FIG. 2 illustrates how measurements are made in order to determine the y position of a touch along the ITO bars 106 on the touch screen 104 according to one embodiment of the present invention, and FIG. 3 illustrates the equivalent circuit of an ITO bar 106 to show how the y position of the touch along the ITO bars is determined according to one embodiment of the present invention. The touch point 202 disturbs the capacitance 212 of the touch screen 104, and the y position of the touch point 202 along the ITO bar 106 can be measured by the methodology illustrated herein. First, a signal (S) 204 is applied to a first end of one of the ITO bars 106, and the voltage (V) 206 is measured at a second end of that ITO bar 106 opposite to the first end. Such voltage (V) 206 may be measured multiple times, for example, twice, at times t1 and t2. Second, the same procedure is repeated from the other side of the ITO bar 106, i.e., a signal (S) 210 is applied to the second end of said one of the ITO bars 106, and the voltage (V) 208 is measured at the first end of that same ITO bar 106. Such voltage (V) 208 may also be measured multiple times, for example, twice, at times t1′ and t2′. The measured effect of the touch 202 on the bar 106 is due to the resistance of the ITO bar 106 to the touch 202, and also the capacitance of the touch 202 to the ITO bars 106. The touch capacitance varies according to the size of finger and the touch pressure, and needs to be eliminated from the measurement. Taking measurements at both ends of the bar 106 allows elimination of the effect of the touch capacitance. After measurement is complete at both ends of one ITO bar 106, the same measurement is repeated for the next ITO bars 106, one by one, via multiplexing circuitry (not shown in FIGS. 2 and 3) selecting one of the ITO bars 106 for measurement.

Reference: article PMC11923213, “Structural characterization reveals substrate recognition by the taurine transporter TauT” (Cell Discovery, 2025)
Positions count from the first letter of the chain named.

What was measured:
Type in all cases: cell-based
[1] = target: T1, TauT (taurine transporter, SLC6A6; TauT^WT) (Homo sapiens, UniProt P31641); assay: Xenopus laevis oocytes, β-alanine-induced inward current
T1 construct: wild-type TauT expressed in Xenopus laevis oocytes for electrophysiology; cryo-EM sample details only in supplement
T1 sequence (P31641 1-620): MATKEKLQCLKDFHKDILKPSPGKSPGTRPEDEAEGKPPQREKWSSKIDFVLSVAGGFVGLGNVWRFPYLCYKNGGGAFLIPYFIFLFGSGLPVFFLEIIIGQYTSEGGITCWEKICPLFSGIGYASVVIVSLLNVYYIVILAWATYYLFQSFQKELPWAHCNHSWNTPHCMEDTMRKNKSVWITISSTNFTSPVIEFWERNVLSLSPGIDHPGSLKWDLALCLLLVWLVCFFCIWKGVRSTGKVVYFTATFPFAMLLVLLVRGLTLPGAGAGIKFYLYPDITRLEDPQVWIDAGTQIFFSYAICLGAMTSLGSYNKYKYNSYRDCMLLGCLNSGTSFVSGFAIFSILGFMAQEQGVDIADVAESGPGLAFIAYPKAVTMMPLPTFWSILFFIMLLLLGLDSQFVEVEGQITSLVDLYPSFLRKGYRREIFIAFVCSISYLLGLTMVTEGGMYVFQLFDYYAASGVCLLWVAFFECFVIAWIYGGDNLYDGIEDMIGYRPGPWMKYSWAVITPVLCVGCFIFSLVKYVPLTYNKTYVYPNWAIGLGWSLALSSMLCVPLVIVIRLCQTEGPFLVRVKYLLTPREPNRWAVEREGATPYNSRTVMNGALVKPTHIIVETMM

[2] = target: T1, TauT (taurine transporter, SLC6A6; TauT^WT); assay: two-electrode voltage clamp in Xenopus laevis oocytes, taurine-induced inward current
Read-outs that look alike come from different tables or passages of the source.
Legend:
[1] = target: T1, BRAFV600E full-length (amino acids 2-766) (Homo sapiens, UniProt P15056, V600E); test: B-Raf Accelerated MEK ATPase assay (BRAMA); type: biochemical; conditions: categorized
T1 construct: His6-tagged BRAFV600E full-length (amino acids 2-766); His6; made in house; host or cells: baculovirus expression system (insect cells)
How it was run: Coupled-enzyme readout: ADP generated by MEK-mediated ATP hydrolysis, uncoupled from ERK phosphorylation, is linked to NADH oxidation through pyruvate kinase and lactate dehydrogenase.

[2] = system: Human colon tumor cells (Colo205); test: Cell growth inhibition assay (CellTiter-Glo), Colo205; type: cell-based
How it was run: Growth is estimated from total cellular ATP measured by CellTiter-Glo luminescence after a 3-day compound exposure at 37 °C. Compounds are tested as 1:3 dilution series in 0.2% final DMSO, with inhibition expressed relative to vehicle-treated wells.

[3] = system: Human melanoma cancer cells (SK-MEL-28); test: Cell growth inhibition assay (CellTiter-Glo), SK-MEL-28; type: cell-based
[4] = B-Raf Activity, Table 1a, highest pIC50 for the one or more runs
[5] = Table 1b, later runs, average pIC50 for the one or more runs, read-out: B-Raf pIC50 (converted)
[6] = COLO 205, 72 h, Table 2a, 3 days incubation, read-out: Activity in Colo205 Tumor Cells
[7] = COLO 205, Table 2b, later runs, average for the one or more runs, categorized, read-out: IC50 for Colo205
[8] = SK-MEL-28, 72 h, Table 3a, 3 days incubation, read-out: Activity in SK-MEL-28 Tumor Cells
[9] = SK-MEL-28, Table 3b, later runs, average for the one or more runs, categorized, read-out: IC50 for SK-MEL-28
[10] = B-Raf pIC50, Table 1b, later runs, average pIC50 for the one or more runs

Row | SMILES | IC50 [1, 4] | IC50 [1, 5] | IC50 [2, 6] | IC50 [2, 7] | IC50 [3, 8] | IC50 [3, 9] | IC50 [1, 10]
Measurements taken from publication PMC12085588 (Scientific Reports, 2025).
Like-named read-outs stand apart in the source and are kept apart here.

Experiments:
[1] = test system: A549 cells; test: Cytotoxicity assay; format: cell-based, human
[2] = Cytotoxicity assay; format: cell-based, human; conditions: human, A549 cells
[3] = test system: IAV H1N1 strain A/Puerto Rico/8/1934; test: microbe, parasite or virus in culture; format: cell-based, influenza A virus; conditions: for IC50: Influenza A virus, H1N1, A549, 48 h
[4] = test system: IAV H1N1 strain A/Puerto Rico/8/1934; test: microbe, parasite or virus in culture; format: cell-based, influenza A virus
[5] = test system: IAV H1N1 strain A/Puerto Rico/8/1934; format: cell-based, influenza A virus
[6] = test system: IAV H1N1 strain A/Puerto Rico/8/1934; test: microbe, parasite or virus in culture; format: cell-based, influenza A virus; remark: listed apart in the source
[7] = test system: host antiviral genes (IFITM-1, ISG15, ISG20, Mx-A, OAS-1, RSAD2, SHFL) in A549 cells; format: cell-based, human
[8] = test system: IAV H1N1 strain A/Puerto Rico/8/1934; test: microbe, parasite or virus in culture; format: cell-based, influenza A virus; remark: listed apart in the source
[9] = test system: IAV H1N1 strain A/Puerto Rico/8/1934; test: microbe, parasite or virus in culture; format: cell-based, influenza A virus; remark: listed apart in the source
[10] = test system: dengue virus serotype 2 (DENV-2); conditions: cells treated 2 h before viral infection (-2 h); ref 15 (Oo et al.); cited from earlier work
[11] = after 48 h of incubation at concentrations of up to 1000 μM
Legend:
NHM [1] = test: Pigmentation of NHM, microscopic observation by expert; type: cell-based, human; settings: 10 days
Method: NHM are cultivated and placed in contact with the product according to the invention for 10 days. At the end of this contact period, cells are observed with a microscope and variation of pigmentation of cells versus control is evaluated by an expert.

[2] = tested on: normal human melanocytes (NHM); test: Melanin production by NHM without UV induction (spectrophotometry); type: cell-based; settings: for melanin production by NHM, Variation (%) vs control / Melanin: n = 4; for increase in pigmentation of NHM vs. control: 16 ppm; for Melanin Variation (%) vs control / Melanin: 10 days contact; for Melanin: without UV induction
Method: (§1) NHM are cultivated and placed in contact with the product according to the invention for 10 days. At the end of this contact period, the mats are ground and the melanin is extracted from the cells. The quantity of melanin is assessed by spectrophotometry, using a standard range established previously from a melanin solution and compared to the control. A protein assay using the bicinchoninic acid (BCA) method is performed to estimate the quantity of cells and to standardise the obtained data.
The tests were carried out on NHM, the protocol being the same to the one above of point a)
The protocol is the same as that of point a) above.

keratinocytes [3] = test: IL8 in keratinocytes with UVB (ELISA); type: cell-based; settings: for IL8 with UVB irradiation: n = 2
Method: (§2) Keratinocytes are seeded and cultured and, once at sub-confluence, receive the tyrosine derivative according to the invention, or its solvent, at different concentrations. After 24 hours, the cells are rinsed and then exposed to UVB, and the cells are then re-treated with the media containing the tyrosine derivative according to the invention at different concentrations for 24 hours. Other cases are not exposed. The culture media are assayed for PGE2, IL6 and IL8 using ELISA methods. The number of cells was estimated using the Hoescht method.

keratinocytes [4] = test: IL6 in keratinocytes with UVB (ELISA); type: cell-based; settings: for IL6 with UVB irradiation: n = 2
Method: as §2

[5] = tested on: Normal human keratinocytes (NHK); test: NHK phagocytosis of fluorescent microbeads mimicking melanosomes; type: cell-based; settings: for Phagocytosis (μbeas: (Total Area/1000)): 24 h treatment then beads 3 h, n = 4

Referring to the equivalent circuit 300 of the ITO bar 106 in FIG. 3, an ITO bar 106 can be modeled as a series of resistive/capacitive low pass filters each comprised of the resistance 302 of a section of the ITO bar 106 and the stray capacitance 304 of the section of the ITO bar 106 to the touch screen 104. When the signal 204 is input to the first end of the ITO bar 106, the output voltage signal 206 will reflect the filtering effects of the ITO bar 106, as reduction in bandwidth and signal delay. Adding a capacitor (by touching 202) to any position along the ITO bar 106 also reduces the amplitude of the measured signal. This effect is proportional to the y position of the touch 202 along the ITO bar 106, and the magnitude of the touch capacitance 202. In other words, the touch capacitance 202 diverts signal current 204 from the ITO bar 106, and makes the signal rise time slower, which effect is proportional to the y position along the ITO bar 106 as the current decreases linearly along the ITO bar 106.